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No immediate surge of Chinese tourists expected after re-opening

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SHANGHAI — China’s relaxation of COVID-19 rules for international arrivals has raised hopes that its multi-billion dollar travel business will soon flourish again but countries longing for the return of Chinese tourists will likely face more of a wait.

China’s National Health Commission announced on Monday that inbound travelers would no longer have to go into quarantine from Jan. 8. There are no official restrictions on Chinese people going abroad but the new rule will make it much easier for them to return home.

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China was the world’s largest outbound tourism market before COVID shut down global travel, with its overseas visitors spending $127.5 billion on travel in 2019.

Airlines are drawing up plans to expand their services but ordinary Chinese and travel agencies suggest that a return to anything like normal will take some time.

“It’s great they announced it so I can seriously make my plans,” said Beijing exporter Tom Guo, 43.

But he said he would likely wait until the late spring or even the summer before venturing abroad again, most likely to the United States to visit a sister.

U.S. carrier United Airlines Holdings Inc said it was evaluating the market demand and operating environment to determine when to resume additional flights to mainland China.

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The airline currently operates four times a week between San Francisco and Shanghai.

German airline Lufthansa was examining whether to change its flight schedule to China following the changes.

“This will contribute to the recovery of international air traffic between Mainland China and Europe,” a spokesperson said.

TUI expects a positive impact on its currently limited flights to China, a spokesperson said.

Duty free retailer Dufry expects the changes to have a “positive effect at the airports that the Chinese use and where we have a presence,” a spokesperson said.

Guo said he definitely would not be going anywhere before the Lunar New Year holiday in late January.

Many others have taken heart from this week’s news about an imminent relaxation of the rules to begin making plans.

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Data from travel platform Ctrip showed that within half an hour of the announcement, searches for popular cross-border destinations had increased 10-fold. The Qunar platform said it saw a seven-fold increase in international flight searches within 15 minutes.

Japan, Thailand and South Korea were among the top destinations searched on both platforms.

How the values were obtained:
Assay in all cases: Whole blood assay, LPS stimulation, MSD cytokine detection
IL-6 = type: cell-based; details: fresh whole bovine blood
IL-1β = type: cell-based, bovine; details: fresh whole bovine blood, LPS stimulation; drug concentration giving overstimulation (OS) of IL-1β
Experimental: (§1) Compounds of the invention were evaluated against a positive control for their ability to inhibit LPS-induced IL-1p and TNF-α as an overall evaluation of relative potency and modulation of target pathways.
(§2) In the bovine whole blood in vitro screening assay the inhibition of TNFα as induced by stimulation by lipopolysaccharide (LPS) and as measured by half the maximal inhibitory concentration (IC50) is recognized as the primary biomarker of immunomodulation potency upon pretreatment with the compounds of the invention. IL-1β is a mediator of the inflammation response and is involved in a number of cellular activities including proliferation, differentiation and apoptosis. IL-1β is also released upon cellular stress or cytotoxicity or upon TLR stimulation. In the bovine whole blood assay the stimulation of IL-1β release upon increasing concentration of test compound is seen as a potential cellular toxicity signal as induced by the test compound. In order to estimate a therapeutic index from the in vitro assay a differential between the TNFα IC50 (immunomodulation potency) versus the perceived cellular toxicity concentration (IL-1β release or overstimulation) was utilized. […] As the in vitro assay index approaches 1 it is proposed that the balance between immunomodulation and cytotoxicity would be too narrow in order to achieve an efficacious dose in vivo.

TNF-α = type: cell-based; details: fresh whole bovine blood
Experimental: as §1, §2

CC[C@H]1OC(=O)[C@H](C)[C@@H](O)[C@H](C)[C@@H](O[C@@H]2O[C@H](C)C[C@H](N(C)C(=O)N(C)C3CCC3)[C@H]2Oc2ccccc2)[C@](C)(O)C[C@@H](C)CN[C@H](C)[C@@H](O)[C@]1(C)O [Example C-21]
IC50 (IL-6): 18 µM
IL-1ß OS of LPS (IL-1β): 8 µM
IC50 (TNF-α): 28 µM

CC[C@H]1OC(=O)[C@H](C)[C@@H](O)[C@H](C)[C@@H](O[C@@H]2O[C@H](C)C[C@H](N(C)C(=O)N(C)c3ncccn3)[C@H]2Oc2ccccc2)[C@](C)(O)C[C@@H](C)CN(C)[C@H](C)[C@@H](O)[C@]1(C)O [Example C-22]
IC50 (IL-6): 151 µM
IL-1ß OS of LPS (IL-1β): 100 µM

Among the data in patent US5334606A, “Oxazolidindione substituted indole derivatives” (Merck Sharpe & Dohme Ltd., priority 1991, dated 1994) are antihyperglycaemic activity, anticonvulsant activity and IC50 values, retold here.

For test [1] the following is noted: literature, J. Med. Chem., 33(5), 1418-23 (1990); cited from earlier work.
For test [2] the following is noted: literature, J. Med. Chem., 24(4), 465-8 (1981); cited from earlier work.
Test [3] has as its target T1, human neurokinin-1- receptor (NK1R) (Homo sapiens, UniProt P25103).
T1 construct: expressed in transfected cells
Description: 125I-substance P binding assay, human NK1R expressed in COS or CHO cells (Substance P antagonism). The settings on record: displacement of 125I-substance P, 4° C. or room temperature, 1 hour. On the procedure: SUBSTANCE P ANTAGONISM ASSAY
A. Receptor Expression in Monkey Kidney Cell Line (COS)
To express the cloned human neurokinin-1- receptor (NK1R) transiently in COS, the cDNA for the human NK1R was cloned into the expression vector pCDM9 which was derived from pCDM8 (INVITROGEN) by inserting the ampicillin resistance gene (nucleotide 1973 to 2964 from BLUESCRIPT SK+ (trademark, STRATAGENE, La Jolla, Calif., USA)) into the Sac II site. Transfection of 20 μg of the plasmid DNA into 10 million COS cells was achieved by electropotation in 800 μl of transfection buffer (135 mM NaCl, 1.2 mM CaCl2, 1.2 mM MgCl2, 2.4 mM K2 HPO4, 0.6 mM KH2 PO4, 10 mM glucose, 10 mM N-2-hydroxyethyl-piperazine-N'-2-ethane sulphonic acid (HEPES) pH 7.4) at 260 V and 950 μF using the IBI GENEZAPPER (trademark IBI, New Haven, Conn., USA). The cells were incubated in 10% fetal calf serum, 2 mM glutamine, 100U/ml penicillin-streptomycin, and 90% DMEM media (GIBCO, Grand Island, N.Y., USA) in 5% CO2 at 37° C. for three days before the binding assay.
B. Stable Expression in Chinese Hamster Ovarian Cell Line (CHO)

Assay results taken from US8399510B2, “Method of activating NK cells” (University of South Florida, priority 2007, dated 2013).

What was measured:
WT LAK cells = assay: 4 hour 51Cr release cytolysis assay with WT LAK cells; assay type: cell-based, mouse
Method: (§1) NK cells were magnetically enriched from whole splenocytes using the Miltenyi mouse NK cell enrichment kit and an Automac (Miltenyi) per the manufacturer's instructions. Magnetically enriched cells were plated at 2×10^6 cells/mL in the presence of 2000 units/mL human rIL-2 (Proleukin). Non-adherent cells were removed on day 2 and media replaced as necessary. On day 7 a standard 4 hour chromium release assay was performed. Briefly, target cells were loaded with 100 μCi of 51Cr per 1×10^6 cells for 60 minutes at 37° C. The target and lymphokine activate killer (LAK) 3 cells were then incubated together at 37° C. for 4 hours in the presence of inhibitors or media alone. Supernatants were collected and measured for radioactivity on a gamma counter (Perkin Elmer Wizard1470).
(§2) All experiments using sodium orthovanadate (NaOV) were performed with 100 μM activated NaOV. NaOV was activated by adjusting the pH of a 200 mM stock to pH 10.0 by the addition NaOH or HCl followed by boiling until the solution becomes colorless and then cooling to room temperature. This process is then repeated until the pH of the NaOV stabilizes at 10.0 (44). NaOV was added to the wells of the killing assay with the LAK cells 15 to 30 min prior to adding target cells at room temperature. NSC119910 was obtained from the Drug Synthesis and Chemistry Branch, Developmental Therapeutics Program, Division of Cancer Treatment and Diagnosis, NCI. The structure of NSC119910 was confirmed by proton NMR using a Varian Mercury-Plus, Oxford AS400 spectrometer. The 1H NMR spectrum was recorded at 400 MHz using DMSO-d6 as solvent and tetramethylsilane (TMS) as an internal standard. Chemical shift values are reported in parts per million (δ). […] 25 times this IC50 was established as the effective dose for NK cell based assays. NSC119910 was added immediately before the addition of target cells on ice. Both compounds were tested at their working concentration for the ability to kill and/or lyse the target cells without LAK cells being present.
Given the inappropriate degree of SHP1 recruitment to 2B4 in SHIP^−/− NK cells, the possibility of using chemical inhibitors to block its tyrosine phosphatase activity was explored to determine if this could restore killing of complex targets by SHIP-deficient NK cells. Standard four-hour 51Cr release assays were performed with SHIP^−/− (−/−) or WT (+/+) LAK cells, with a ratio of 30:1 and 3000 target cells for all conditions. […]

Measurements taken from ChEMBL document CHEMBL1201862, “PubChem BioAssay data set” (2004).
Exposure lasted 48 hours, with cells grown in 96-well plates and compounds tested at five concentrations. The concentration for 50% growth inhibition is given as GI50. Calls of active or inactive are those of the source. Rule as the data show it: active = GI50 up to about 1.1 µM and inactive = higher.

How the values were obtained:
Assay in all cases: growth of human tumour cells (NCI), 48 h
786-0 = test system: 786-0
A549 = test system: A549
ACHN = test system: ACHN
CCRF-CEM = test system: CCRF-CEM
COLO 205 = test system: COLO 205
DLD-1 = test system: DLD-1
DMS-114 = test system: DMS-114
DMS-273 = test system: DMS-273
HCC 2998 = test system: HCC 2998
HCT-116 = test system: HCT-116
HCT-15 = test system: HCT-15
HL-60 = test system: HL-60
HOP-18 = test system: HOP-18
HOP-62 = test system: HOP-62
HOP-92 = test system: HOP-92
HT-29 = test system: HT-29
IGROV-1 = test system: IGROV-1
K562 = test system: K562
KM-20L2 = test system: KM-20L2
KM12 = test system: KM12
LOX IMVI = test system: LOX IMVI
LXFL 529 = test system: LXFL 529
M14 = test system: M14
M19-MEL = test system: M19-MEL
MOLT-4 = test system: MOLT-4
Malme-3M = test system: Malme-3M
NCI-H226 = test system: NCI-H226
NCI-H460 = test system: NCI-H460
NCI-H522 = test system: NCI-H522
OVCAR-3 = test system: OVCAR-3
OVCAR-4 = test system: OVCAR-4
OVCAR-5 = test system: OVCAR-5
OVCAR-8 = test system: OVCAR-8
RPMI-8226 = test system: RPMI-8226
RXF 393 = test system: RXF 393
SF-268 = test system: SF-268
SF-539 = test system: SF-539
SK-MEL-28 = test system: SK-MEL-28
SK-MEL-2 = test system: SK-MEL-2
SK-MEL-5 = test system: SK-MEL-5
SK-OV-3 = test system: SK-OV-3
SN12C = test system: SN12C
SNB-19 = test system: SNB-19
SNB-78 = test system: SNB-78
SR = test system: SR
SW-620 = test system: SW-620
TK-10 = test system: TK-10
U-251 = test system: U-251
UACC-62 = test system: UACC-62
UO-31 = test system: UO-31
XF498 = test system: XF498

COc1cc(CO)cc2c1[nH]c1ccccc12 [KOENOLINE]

But an immediate surge in international travel is not widely expected.

The government, which has since 2020 discouraged international travel given the dangers of COVID, said in its Monday announcement about borders reopening that outbound travel would be restored “in an orderly manner.” It did not elaborate.

‘IT TAKES TIME’

Flight tracking app VariFlight said its expected a robust rebound in flights to and from mainland China by the Labour Day holiday in May, but not before.

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According to VariFlight data, international flights to and from China are at 8% of pre-pandemic levels.

Liu Simin, an official with the tourism arm of the China Society for Futures Studies, a research institute based in Beijing, said international travel won’t recover to pre-pandemic levels until 2024.

Weighing on many people’s travel plans is the wave of COVID-19 infections now sweeping China, Liu said.

Some countries, including Japan and India have announced travelers from China will have to show a negative COVID test on arrival.

Another problem for many people is money.

“It takes time for people to gain confidence after so many of them lost jobs or made less money during the pandemic,” Liu said.

In a consumer study released this month, before the announcement of the easing of travel restrictions, consultancy Oliver Wyman found more than half of Chinese people surveyed would wait from several months to a year before resuming international travel once borders re-open.

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Some airlines were making plans even before Monday’s announcement. Korean Air said it would increase flights between South Korea and China from nine a week to 15 in January.

But for now, foreign visitor arrivals will be limited to resident, work, business, student and family reunification visas. No plan for the resumption of tourist visas has been announced.

One of the fastest bouncebacks is expected to be in international business travel.

“The recent announcement … clears the way for resumption of normal business travel, a top advocacy priority for the American business community in China over the past two years,” said AmCham China Chairman Colm Rafferty. (Reporting by Casey Hall and Josh Horwitz in Shanghai, Klaus Lauer in Berlin and Oliver Hirt in Zurich; Sophie Yu and Joe Cash in Beijing; Hyunsu Yim and Joyce Lee in Seoul; Additional reporting by Kannaki Deka in Bengaluru; Editing by Robert Birsel, Matt Scuffham and Frank Jack Daniel)

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